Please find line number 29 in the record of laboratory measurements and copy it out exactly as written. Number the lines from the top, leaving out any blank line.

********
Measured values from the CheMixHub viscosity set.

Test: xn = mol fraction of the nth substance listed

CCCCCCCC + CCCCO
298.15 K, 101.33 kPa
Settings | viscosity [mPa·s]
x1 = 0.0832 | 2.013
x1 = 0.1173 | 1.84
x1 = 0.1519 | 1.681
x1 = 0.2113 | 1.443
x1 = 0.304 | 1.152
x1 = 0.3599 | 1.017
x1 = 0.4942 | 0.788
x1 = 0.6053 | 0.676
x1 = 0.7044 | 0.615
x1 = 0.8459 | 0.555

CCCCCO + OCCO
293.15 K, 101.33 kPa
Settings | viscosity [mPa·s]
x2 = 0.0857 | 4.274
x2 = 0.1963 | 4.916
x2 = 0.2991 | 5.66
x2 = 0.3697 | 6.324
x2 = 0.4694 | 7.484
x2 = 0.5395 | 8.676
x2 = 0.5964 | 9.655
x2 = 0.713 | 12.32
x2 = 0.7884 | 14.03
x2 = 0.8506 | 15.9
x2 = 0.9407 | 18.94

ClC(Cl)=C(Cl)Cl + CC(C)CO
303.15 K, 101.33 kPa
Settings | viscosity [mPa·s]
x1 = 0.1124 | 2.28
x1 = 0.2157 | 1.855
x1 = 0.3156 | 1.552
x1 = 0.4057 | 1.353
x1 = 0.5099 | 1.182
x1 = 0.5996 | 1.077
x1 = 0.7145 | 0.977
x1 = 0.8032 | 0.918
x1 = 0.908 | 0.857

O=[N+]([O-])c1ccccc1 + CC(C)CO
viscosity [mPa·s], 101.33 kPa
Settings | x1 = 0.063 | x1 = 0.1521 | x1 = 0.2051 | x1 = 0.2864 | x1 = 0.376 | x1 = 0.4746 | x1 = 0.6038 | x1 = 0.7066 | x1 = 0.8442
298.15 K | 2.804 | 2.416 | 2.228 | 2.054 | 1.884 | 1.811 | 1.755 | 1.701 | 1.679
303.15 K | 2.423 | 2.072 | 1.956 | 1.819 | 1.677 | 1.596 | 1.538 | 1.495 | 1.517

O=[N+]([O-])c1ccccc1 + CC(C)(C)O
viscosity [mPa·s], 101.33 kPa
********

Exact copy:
x2 = 0.9407 | 18.94